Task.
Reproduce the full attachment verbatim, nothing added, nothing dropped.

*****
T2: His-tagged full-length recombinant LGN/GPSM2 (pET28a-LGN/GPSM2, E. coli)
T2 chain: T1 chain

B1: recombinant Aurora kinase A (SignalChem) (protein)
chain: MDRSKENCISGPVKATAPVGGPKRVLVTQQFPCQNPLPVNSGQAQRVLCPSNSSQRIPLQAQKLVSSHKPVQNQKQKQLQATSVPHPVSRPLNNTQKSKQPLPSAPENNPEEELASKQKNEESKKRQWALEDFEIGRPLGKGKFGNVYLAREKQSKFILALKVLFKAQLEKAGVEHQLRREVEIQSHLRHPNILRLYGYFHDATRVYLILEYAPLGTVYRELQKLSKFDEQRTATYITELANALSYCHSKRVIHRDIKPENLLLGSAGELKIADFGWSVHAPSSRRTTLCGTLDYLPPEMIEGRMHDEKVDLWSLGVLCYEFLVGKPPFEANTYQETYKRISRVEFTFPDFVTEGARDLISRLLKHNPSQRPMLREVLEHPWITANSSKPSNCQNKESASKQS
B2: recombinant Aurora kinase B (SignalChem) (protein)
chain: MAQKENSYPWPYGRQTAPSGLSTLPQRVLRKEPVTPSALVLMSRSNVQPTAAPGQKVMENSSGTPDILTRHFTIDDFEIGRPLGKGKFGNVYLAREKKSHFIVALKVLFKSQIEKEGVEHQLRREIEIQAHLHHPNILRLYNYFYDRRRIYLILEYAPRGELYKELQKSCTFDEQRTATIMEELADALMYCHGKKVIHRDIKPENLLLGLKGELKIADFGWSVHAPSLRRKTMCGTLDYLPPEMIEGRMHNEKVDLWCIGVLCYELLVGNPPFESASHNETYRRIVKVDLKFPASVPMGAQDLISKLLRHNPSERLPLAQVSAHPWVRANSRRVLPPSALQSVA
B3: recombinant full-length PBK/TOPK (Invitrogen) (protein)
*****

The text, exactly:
T2: His-tagged full-length recombinant LGN/GPSM2 (pET28a-LGN/GPSM2, E. coli)
T2 chain: T1 chain

B1: recombinant Aurora kinase A (SignalChem) (protein)
chain: MDRSKENCISGPVKATAPVGGPKRVLVTQQFPCQNPLPVNSGQAQRVLCPSNSSQRIPLQAQKLVSSHKPVQNQKQKQLQATSVPHPVSRPLNNTQKSKQPLPSAPENNPEEELASKQKNEESKKRQWALEDFEIGRPLGKGKFGNVYLAREKQSKFILALKVLFKAQLEKAGVEHQLRREVEIQSHLRHPNILRLYGYFHDATRVYLILEYAPLGTVYRELQKLSKFDEQRTATYITELANALSYCHSKRVIHRDIKPENLLLGSAGELKIADFGWSVHAPSSRRTTLCGTLDYLPPEMIEGRMHDEKVDLWSLGVLCYEFLVGKPPFEANTYQETYKRISRVEFTFPDFVTEGARDLISRLLKHNPSQRPMLREVLEHPWITANSSKPSNCQNKESASKQS
B2: recombinant Aurora kinase B (SignalChem) (protein)
chain: MAQKENSYPWPYGRQTAPSGLSTLPQRVLRKEPVTPSALVLMSRSNVQPTAAPGQKVMENSSGTPDILTRHFTIDDFEIGRPLGKGKFGNVYLAREKKSHFIVALKVLFKSQIEKEGVEHQLRREIEIQAHLHHPNILRLYNYFYDRRRIYLILEYAPRGELYKELQKSCTFDEQRTATIMEELADALMYCHGKKVIHRDIKPENLLLGLKGELKIADFGWSVHAPSLRRKTMCGTLDYLPPEMIEGRMHNEKVDLWCIGVLCYELLVGNPPFESASHNETYRRIVKVDLKFPASVPMGAQDLISKLLRHNPSERLPLAQVSAHPWVRANSRRVLPPSALQSVA
B3: recombinant full-length PBK/TOPK (Invitrogen) (protein)